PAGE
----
SWT members recall visits to Orkney, north Northumberland and Tanzania

Our last indoor meeting included the AGM and three mini slide shows.

By The Newsroom
Thursday, 2nd May 2013, 10:23 am

The committee was re-elected en bloc, plus Dr David, who is currently on the staff of the Royal Botanic Gardens in Edinburgh and specialises in bryology (mosses, liverworts and hornworts).

Around 70 trees have been labelled in the SWT area of Duns Castle Estate, with more nest boxes being fitted and there are plans for more interpretation boards within the next year.

Pease Dean is suffering from the loss of convenor, Harry Edie. Sycamore have been removed, many mature native trees have also been chopped down. A tree will be planted and a bench installed in the dean to commemorate Harry later this year.

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An SWT work group cleared rubbish from Gordon Moss but the local centre (us) weren’t advised about it.

Summer walks have been organised until indoor meetings resume in September.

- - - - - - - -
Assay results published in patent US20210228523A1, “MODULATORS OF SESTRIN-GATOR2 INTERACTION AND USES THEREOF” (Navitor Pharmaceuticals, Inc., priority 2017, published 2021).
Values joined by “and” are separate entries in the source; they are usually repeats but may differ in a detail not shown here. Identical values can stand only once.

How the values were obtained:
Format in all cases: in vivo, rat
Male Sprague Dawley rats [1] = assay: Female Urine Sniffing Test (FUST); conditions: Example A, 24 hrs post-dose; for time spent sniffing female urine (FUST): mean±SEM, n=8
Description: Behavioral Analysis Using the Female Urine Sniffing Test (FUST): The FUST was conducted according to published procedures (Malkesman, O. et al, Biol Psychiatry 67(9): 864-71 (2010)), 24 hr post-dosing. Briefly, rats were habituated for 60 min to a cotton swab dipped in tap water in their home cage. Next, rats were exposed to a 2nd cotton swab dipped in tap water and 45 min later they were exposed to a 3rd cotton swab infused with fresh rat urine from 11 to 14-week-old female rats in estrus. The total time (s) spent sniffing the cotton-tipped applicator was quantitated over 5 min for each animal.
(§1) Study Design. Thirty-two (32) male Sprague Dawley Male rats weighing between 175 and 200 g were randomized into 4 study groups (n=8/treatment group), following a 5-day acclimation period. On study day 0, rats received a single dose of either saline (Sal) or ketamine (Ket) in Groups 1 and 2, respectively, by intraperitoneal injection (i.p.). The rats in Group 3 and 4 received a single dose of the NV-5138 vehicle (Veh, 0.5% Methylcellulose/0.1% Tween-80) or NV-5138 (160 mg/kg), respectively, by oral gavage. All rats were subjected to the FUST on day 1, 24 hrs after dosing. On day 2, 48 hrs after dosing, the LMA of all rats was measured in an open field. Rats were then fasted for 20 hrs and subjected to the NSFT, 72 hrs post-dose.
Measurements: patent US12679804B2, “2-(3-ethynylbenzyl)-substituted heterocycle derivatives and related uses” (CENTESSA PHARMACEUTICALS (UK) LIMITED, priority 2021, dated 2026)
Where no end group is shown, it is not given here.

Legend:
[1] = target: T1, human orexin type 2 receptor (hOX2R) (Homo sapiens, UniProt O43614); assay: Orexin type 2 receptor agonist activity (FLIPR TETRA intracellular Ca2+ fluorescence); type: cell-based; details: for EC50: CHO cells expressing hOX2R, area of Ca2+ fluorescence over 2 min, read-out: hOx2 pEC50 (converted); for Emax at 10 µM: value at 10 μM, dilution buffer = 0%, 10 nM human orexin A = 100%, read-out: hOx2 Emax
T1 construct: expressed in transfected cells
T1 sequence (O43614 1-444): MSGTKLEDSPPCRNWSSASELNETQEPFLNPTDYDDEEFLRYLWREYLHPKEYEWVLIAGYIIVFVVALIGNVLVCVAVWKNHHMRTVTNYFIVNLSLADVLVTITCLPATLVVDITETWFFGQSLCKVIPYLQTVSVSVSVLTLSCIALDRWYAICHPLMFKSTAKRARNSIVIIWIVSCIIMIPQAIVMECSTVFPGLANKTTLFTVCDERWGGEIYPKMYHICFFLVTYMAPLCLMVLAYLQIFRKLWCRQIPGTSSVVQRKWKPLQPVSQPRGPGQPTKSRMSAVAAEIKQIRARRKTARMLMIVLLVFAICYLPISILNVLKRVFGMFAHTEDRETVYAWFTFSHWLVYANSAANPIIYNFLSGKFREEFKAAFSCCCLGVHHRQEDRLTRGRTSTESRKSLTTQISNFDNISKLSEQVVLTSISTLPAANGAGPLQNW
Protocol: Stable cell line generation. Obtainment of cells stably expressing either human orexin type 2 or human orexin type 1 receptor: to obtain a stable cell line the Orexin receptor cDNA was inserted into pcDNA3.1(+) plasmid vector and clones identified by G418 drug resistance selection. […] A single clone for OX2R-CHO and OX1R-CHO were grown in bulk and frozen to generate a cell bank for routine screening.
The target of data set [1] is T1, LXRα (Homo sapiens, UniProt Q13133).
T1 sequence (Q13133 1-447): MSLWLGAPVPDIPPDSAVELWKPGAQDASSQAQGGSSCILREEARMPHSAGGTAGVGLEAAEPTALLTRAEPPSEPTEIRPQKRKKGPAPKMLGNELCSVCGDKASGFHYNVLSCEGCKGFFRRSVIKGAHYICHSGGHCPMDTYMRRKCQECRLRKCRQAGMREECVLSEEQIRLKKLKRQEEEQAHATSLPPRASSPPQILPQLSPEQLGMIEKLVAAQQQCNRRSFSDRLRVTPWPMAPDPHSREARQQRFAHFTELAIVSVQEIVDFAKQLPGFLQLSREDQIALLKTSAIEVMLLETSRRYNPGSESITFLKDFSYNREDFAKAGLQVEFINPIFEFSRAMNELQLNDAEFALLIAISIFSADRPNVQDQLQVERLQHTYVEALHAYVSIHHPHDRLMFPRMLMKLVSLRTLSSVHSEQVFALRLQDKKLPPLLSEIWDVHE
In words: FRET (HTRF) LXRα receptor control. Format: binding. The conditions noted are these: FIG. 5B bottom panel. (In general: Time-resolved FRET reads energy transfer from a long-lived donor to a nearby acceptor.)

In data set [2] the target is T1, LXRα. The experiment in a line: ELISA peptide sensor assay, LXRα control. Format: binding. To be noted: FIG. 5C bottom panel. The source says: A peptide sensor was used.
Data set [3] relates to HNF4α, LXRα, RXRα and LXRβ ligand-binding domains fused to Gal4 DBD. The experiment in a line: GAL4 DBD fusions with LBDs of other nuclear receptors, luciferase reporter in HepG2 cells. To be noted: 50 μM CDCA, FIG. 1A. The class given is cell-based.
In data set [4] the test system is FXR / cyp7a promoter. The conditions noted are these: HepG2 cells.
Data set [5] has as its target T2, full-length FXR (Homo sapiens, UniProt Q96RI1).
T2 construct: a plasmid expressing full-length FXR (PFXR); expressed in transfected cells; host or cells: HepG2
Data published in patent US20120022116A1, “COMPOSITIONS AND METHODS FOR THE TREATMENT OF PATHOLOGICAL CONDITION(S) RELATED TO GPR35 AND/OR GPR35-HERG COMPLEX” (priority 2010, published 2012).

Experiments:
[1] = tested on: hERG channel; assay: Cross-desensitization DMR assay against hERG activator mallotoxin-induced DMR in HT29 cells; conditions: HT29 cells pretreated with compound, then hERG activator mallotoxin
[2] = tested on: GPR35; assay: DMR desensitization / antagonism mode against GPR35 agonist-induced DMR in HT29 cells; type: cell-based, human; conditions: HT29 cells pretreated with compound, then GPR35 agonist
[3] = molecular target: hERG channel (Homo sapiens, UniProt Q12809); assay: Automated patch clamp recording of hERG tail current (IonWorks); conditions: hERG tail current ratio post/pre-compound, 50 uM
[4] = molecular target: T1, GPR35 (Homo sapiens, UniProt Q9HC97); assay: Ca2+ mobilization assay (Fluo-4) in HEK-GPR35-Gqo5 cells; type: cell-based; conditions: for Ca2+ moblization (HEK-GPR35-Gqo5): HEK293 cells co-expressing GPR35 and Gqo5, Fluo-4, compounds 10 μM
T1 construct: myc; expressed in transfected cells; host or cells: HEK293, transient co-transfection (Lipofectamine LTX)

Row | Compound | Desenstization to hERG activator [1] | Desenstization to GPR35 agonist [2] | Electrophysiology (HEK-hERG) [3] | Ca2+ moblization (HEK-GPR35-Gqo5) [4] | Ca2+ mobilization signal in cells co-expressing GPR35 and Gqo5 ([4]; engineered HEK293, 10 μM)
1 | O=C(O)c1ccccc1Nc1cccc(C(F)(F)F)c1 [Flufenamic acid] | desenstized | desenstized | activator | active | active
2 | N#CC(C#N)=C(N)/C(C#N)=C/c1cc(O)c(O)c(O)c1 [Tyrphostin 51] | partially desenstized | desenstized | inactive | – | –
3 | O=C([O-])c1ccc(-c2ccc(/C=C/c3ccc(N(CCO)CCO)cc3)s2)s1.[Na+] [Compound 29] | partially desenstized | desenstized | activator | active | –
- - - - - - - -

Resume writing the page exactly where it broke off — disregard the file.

Ron McBeath thanked everyone and reminded everyone about the coffee morning on September 28.

Andrew Mitchell shared photos of his safari trip to Tanzania and Kenya. The video of a pack of hyenas taking down a wildebeest was shown at the end for those interested and while it was gruesome it was indeed nature in the raw.

Myra Watson had been to Orkney last summer with Duns Walking group, staying in the hostel and gave a full slide show of the trip.

Orkney never looked better. A thunderstorm as they caught the ferry at Scrabster was followed by a spell of glorious weather and the sun shone as they passing the 137m high red sandstone stack known as the Old Man of Hoy.

A visit to one of the crannogs was reached by stepping stones, but when they realised they were being followed across by cattle, they swiftly retraced back to dry land.

A trip out to see the Neolithic Ring of Brodegar standing stones is a must on Orkney. Never fully excavated, there are 27 stones currently standing out of what is calculated to have been 60 megaliths originally. Believed to be a circle,

Brodegar is the third largest stone circle in the UK, erected between 2500 and 2000BC.

The village of Skara Brae, dating from around 3000BC, survives as eight individual dwellings linked by low passages. Each house is laid out as a large square room, with a central fireplace, beds on either side and shelves of the wall opposite the entrance. The Skara Brae settlement incorporated a sophisticated water drainage system that is thought may well be an early form of indoor toilet.

Roger Manning, closed the meeting with a fabulous talk on his sightings around north Northumberland. The next evening meeting is May 18, when members will identify moths at Gordon Community Woodland.